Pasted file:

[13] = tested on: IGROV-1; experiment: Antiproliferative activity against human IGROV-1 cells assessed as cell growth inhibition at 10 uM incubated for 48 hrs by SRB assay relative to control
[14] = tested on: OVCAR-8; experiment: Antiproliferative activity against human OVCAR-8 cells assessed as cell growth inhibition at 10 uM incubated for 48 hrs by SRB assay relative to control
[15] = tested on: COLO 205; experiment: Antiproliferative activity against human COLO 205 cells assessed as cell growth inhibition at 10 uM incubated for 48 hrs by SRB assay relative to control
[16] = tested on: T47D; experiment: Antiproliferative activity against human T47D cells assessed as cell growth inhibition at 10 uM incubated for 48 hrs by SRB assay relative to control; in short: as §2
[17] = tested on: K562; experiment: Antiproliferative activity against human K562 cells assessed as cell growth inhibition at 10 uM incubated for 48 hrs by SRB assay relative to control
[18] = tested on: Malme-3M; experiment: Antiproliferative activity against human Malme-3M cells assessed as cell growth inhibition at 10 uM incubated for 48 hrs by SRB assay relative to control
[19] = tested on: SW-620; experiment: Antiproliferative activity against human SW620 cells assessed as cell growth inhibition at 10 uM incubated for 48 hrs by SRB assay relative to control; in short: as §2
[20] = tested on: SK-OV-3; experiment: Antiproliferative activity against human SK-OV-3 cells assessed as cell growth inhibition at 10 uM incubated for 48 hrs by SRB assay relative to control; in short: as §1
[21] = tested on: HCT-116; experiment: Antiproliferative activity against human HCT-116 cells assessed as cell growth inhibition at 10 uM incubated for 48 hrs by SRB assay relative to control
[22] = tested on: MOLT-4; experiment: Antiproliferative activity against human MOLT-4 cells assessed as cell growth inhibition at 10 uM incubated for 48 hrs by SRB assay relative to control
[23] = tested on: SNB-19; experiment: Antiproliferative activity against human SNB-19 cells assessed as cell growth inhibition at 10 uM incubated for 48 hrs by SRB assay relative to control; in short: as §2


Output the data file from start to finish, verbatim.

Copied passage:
[13] = tested on: IGROV-1; experiment: Antiproliferative activity against human IGROV-1 cells assessed as cell growth inhibition at 10 uM incubated for 48 hrs by SRB assay relative to control
[14] = tested on: OVCAR-8; experiment: Antiproliferative activity against human OVCAR-8 cells assessed as cell growth inhibition at 10 uM incubated for 48 hrs by SRB assay relative to control
[15] = tested on: COLO 205; experiment: Antiproliferative activity against human COLO 205 cells assessed as cell growth inhibition at 10 uM incubated for 48 hrs by SRB assay relative to control
[16] = tested on: T47D; experiment: Antiproliferative activity against human T47D cells assessed as cell growth inhibition at 10 uM incubated for 48 hrs by SRB assay relative to control; in short: as §2
[17] = tested on: K562; experiment: Antiproliferative activity against human K562 cells assessed as cell growth inhibition at 10 uM incubated for 48 hrs by SRB assay relative to control
[18] = tested on: Malme-3M; experiment: Antiproliferative activity against human Malme-3M cells assessed as cell growth inhibition at 10 uM incubated for 48 hrs by SRB assay relative to control
[19] = tested on: SW-620; experiment: Antiproliferative activity against human SW620 cells assessed as cell growth inhibition at 10 uM incubated for 48 hrs by SRB assay relative to control; in short: as §2
[20] = tested on: SK-OV-3; experiment: Antiproliferative activity against human SK-OV-3 cells assessed as cell growth inhibition at 10 uM incubated for 48 hrs by SRB assay relative to control; in short: as §1
[21] = tested on: HCT-116; experiment: Antiproliferative activity against human HCT-116 cells assessed as cell growth inhibition at 10 uM incubated for 48 hrs by SRB assay relative to control
[22] = tested on: MOLT-4; experiment: Antiproliferative activity against human MOLT-4 cells assessed as cell growth inhibition at 10 uM incubated for 48 hrs by SRB assay relative to control
[23] = tested on: SNB-19; experiment: Antiproliferative activity against human SNB-19 cells assessed as cell growth inhibition at 10 uM incubated for 48 hrs by SRB assay relative to control; in short: as §2